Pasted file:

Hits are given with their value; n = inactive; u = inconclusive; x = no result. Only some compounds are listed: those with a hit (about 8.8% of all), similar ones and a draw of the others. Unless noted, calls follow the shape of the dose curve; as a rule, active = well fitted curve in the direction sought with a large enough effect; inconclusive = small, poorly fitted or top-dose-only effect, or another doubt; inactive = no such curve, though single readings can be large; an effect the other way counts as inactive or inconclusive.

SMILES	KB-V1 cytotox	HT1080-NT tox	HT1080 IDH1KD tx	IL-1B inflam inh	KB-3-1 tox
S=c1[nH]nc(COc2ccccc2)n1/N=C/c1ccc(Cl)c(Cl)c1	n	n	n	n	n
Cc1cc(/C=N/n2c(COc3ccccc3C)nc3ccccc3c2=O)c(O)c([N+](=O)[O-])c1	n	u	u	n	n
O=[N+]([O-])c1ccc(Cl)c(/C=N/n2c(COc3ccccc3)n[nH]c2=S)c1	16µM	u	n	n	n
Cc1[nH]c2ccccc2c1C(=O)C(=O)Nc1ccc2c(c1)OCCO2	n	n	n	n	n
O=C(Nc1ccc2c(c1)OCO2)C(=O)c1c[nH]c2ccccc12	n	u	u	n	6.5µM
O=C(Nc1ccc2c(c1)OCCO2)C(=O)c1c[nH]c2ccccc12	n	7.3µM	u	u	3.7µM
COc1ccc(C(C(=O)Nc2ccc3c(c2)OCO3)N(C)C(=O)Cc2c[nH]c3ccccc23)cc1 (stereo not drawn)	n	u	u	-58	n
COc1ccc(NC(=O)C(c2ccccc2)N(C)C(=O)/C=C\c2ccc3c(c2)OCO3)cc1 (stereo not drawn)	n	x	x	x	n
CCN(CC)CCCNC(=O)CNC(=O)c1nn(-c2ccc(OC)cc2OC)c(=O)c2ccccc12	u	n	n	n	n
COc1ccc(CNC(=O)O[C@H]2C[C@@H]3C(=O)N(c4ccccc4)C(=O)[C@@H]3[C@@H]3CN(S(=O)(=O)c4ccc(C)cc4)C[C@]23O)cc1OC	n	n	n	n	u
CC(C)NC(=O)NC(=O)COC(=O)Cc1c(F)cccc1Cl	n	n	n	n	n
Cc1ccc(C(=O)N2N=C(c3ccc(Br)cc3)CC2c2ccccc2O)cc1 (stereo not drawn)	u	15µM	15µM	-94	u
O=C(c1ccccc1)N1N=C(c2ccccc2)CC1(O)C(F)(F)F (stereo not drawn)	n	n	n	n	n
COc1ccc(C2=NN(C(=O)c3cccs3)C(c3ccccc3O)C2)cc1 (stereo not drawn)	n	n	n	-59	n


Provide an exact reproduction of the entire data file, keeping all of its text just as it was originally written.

Hits are given with their value; n = inactive; u = inconclusive; x = no result. Only some compounds are listed: those with a hit (about 8.8% of all), similar ones and a draw of the others. Unless noted, calls follow the shape of the dose curve; as a rule, active = well fitted curve in the direction sought with a large enough effect; inconclusive = small, poorly fitted or top-dose-only effect, or another doubt; inactive = no such curve, though single readings can be large; an effect the other way counts as inactive or inconclusive.

SMILES	KB-V1 cytotox	HT1080-NT tox	HT1080 IDH1KD tx	IL-1B inflam inh	KB-3-1 tox
S=c1[nH]nc(COc2ccccc2)n1/N=C/c1ccc(Cl)c(Cl)c1	n	n	n	n	n
Cc1cc(/C=N/n2c(COc3ccccc3C)nc3ccccc3c2=O)c(O)c([N+](=O)[O-])c1	n	u	u	n	n
O=[N+]([O-])c1ccc(Cl)c(/C=N/n2c(COc3ccccc3)n[nH]c2=S)c1	16µM	u	n	n	n
Cc1[nH]c2ccccc2c1C(=O)C(=O)Nc1ccc2c(c1)OCCO2	n	n	n	n	n
O=C(Nc1ccc2c(c1)OCO2)C(=O)c1c[nH]c2ccccc12	n	u	u	n	6.5µM
O=C(Nc1ccc2c(c1)OCCO2)C(=O)c1c[nH]c2ccccc12	n	7.3µM	u	u	3.7µM
COc1ccc(C(C(=O)Nc2ccc3c(c2)OCO3)N(C)C(=O)Cc2c[nH]c3ccccc23)cc1 (stereo not drawn)	n	u	u	-58	n
COc1ccc(NC(=O)C(c2ccccc2)N(C)C(=O)/C=C\c2ccc3c(c2)OCO3)cc1 (stereo not drawn)	n	x	x	x	n
CCN(CC)CCCNC(=O)CNC(=O)c1nn(-c2ccc(OC)cc2OC)c(=O)c2ccccc12	u	n	n	n	n
COc1ccc(CNC(=O)O[C@H]2C[C@@H]3C(=O)N(c4ccccc4)C(=O)[C@@H]3[C@@H]3CN(S(=O)(=O)c4ccc(C)cc4)C[C@]23O)cc1OC	n	n	n	n	u
CC(C)NC(=O)NC(=O)COC(=O)Cc1c(F)cccc1Cl	n	n	n	n	n
Cc1ccc(C(=O)N2N=C(c3ccc(Br)cc3)CC2c2ccccc2O)cc1 (stereo not drawn)	u	15µM	15µM	-94	u
O=C(c1ccccc1)N1N=C(c2ccccc2)CC1(O)C(F)(F)F (stereo not drawn)	n	n	n	n	n
COc1ccc(C2=NN(C(=O)c3cccs3)C(c3ccccc3O)C2)cc1 (stereo not drawn)	n	n	n	-59	n